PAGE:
1. Monitoring and mapping of hotspots and virus-free areas


  • Geo-referenced field surveys were carried out in all seven WAVE member countries (Benin, Burkina Faso, Côte d’Ivoire, DRC, Ghana, Nigeria and Togo). These included field assessments of the health status of cassava fields using a mobile survey app to ensure high quality data
  • CMD and CBSD incidence and severity maps have been produced for the seven WAVE program member countries. These maps indicate the disease hotspots that can be used to screen genetic material to identify virus-resistant cassava varieties and ensure their rational deployment. In addition, WAVE is currently testing elite cassava varieties from West Africa for resistance to CBSD in Namulonge, Uganda, a hotspot for CBSD and CMD.
  • Virus-free locations have been identified for the multiplication of plant materials. This work will ensure the availability of virus-free planting material for cassava farm
  • A multidimensional cube-data technology for the management of the WAVE program data: working with the BMGF-funded AgShare.Today program, WAVE has gathered all its data – from field surveys and from in-depth laboratory work to identify virus strains – into a state-of-the-art online database that will allow the programme to make new and more efficient use of its data. This is one of the first examples of the use of this technology with agricultural data in Africa.

2. Improved understanding of vectors and hosts

  • The prevalence of whitefly populations in cassava fields in the seven WAVE member countries is recorded, as whiteflies are known to spread cassava viruses.
  • Cassava leaf samples were analyzed using harmonized laboratory protocols. he large dataset produced allows comparisons across all WAVE countries and has confirmed that in West Africa CMD is primarily spread through infected cuttings, though whitefly still plays a role. This implies that training farmers on the use of clean planting material could lead to significant improvements.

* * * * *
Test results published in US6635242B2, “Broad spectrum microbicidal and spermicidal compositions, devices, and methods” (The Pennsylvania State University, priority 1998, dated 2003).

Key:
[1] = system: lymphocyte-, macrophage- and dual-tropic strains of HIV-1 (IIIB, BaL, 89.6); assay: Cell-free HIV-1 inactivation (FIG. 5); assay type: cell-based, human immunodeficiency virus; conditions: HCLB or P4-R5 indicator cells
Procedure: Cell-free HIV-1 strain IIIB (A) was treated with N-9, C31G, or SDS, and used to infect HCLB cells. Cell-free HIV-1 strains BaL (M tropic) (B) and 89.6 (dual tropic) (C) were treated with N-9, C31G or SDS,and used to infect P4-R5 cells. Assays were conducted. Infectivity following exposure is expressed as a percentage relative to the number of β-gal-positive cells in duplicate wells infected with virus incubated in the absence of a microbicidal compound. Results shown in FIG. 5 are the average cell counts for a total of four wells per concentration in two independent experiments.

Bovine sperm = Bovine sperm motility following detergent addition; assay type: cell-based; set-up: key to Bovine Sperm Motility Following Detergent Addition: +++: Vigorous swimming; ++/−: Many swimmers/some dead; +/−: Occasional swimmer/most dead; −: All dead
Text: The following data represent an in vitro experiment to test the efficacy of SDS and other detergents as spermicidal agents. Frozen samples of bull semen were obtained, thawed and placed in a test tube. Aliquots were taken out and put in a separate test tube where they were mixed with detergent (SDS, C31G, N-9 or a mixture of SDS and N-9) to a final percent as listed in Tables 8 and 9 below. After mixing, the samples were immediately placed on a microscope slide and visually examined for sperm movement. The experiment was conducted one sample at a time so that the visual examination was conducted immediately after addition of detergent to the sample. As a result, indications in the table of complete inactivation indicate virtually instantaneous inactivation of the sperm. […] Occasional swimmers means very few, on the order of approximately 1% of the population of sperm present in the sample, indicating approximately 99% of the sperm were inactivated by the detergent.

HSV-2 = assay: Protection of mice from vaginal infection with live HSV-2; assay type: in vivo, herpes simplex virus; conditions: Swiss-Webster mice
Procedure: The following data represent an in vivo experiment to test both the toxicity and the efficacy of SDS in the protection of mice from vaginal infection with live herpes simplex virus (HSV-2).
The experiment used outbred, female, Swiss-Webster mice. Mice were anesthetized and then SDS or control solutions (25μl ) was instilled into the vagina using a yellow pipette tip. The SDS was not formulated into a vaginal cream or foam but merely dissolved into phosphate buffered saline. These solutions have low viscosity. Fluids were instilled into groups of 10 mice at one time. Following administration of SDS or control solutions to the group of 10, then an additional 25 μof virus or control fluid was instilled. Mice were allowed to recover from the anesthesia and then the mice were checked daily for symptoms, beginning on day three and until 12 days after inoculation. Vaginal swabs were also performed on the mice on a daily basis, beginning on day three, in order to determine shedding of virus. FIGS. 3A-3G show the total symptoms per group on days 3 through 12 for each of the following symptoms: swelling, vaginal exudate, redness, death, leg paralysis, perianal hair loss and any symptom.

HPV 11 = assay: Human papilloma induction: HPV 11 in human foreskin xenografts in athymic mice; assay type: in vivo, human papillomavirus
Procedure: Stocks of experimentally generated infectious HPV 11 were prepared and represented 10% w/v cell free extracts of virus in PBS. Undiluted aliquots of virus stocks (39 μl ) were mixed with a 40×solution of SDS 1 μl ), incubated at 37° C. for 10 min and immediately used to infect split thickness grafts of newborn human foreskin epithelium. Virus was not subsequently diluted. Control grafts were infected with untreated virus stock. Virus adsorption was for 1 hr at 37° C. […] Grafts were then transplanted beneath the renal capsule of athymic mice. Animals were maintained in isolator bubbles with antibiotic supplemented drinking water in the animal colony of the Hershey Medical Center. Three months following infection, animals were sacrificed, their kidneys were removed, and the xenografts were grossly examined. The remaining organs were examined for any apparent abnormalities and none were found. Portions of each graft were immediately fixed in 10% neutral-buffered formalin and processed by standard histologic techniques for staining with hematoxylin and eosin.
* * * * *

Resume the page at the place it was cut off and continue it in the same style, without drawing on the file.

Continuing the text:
3. Improvement of early detection and diagnosis

  • Diagnostic tools have been improved in all WAVE network member institutions. The use of harmonized protocols allows for regional monitoring and modelling to build epidemiological models of disease progression. These can be used to inform strategies for monitoring and managing current and emerging diseases.
  • Biotechnological laboratories were refurbished or built and equipped in all institutions hosting the WAVE program in all the countries concerned. In Côte d’Ivoire, where the WAVE program is headquartered, diagnostics facilities were established and opened in 2016. Comprising two state-of-the-art laboratories (Molecular Biology/Virology Laboratory and Biotechnology/Tissue Culture Laboratory), an auditorium and offices, these facilities are an important milestone in efforts to strengthen the region’s capacity in identifying and monitoring root and tuber plant diseases.
  • The production and distribution of healthy plants has been improved and WAVE’s current facilities in Côte d’Ivoire and Benin allow for the mass production of virus-free vitroplants
  • Cassava cultivars resistant to viruses have been identified and can now be used to breed new varieties for cassava
  • Surveillance is being carried out to study the spread of CBSD from East and Central Africa. CBSD has not yet been detected in West Africa. However, WAVE surveys showed it is already present in eastern DRC, which indicates that the disease is spreading. This means that the work WAVE is doing to track and identify the viruses and put in place initiatives to combat their spread, such as generating clean planting material and engaging with the public, is more important than ever.

4. Sharing of Knowledge and Protocols

  • Sensitization and trainings were carried out in the seven WAVE member countries. WAVE organized workshops, farmer field days and media campaigns in all program member countries to further sensitize farmers, extension officers, policy-makers and public opinion on the threat posed by the CBSD and to train producers to recognize the disease symptoms and select healthy planting materials for planting.
  • Key information was shared with breeders. Protocols on the use, production and identification of healthy planting material, as well as information on hotspots and virus-free localities were shared with breeders and multipliers.